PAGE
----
The French are geniuses of the sword. They elevated fencing to an art under Louis “The Sun King” XIV, who elevated most everything to art. The classic French school emphasizes catlike footwork. The Italians want lots of force. The Hungarians are best with sabers. There’s this excellent story about Hungarian Aladar Gerevich, the greatest saberist of modern times, who won Olympic gold medals as if they were souvenirs in a penny arcade — who, in fact, nabbed two of them a staggering 28 years apart, and who fenced straight through World War I. When the country’s Olympic committee told him he was too old to fence at the age of 50, he challenged all the members of the Hungarian fencing team to individual matches. He won every single one.
The literature on the history of the sport is full of delicious, rousing stories like that, ones that favor the cunning underdog. You don’t have to be the strongest or fastest, just the smartest, to win. It is also filled with scarier stories. The word I keep coming back to is “puncture,” as in students in the pre-Kevlar, premodern-blunt-sword, swashbuckling days of the 17th century, who practiced sans protective clothing and often died from punctured lungs. These unfortunate events remain thankfully buried in the past.
At competition level, modern fencing is a magnificent, lightning-fast leaping endeavor, less like the slow, back-and-forth scuttling-crab motions that give away adult beginners, and more like the nimble springing of spiders. A lesson with LAIFC sabreurDaniel Grigore keeps you not so much on your toes as on your thighs (his are like granite), which will burn with the effort of attack-lunging, more than after any glute-torturing Buns of Steel exercise video. He’s an Olympian, Grigore. He fought in the ’92 Atlanta and the ’96 Barcelona Olympics on the Romanian saber team. For someone who could use a saber the size of a toothpick to fillet you like a salmon without even breaking a sweat, Grigore has a patience that borders on the holy.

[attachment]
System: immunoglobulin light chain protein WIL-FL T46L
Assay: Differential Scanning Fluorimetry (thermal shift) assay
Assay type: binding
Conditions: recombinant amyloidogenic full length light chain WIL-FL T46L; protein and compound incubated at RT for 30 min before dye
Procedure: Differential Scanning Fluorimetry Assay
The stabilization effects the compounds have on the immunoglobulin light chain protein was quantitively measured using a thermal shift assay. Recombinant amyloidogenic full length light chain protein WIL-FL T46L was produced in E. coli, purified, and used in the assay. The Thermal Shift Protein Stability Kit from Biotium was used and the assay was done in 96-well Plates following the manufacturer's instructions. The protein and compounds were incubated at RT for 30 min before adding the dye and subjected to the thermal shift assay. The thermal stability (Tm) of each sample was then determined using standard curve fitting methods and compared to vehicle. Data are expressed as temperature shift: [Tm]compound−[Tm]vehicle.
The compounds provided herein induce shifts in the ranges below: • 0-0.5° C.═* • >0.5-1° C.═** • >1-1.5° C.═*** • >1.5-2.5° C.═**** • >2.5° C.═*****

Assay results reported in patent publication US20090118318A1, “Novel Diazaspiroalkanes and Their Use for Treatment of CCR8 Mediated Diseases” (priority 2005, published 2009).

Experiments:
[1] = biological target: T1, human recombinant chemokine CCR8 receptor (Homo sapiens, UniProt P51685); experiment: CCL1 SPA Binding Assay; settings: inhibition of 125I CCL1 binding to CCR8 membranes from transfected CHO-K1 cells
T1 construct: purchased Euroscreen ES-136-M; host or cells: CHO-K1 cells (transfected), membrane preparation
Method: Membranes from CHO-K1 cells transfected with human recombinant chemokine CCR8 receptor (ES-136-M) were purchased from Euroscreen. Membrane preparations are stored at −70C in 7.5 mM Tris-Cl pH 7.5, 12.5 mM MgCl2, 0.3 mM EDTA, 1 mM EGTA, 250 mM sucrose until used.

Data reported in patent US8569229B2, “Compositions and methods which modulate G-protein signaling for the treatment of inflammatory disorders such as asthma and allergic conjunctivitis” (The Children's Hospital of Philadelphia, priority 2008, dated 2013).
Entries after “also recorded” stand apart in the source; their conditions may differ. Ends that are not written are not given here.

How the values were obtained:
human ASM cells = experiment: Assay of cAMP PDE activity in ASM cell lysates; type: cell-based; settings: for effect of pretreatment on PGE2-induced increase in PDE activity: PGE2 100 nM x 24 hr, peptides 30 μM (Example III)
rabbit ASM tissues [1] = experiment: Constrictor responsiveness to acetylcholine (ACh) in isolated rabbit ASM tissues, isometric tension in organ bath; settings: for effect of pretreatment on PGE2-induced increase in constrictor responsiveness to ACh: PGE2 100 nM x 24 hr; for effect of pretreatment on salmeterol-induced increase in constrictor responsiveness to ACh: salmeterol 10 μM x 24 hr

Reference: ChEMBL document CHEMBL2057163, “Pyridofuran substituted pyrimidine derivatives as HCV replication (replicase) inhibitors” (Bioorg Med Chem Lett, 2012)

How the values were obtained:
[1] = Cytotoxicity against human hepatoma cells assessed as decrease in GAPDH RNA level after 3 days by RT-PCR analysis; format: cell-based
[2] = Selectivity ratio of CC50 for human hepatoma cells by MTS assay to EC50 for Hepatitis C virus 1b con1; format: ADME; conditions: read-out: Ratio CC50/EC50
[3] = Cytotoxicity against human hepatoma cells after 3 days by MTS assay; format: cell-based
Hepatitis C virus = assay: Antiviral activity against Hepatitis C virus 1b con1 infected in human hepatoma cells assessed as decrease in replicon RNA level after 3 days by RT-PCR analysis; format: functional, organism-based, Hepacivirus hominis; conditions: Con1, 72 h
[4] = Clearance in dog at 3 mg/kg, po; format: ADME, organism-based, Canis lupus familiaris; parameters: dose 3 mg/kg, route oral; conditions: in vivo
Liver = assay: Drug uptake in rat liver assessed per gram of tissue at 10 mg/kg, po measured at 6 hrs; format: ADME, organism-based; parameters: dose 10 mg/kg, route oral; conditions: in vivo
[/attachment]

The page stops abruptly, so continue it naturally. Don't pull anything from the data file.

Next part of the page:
He gently demonstrates how to push your opponent back toward the end of the strip so he has no place to go, like a boxer worked into the corner. “See? He is uncomfortable,” Grigore says with his sweet smile, then casually traces clean, precise velociraptor slices across his ribs. “Saber is mostly slashing. Not too much poking.”
Los Angeles International Fencing Center, 11755 Exposition Blvd., W. L. A., (310) 477-2266 or www.lafencing.com.